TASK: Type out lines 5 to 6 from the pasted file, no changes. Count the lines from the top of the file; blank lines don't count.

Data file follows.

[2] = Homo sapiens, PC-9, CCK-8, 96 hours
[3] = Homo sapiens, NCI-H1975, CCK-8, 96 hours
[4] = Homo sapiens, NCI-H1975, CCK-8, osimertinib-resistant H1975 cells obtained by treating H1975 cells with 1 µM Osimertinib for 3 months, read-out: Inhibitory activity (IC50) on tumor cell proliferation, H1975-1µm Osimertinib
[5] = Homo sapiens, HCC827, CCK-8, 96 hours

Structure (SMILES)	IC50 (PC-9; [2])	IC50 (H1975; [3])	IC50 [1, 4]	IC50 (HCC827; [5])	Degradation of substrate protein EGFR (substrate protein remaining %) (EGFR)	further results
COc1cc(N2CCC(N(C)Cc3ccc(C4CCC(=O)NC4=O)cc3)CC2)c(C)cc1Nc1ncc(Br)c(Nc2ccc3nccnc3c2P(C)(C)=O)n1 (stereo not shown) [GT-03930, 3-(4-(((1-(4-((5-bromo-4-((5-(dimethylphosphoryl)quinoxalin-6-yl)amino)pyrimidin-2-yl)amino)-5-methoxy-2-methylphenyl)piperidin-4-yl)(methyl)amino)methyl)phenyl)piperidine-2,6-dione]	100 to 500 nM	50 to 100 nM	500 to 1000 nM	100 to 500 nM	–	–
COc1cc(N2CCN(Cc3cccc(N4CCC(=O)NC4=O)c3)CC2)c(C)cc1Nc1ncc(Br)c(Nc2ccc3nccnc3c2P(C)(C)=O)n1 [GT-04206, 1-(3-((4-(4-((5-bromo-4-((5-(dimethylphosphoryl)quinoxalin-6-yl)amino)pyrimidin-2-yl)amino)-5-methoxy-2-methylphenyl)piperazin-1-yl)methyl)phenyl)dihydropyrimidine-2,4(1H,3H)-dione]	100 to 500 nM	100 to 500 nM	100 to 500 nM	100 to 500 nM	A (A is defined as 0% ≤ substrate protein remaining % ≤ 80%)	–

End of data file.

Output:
Structure (SMILES)	IC50 (PC-9; [2])	IC50 (H1975; [3])	IC50 [1, 4]	IC50 (HCC827; [5])	Degradation of substrate protein EGFR (substrate protein remaining %) (EGFR)	further results
COc1cc(N2CCC(N(C)Cc3ccc(C4CCC(=O)NC4=O)cc3)CC2)c(C)cc1Nc1ncc(Br)c(Nc2ccc3nccnc3c2P(C)(C)=O)n1 (stereo not shown) [GT-03930, 3-(4-(((1-(4-((5-bromo-4-((5-(dimethylphosphoryl)quinoxalin-6-yl)amino)pyrimidin-2-yl)amino)-5-methoxy-2-methylphenyl)piperidin-4-yl)(methyl)amino)methyl)phenyl)piperidine-2,6-dione]	100 to 500 nM	50 to 100 nM	500 to 1000 nM	100 to 500 nM	–	–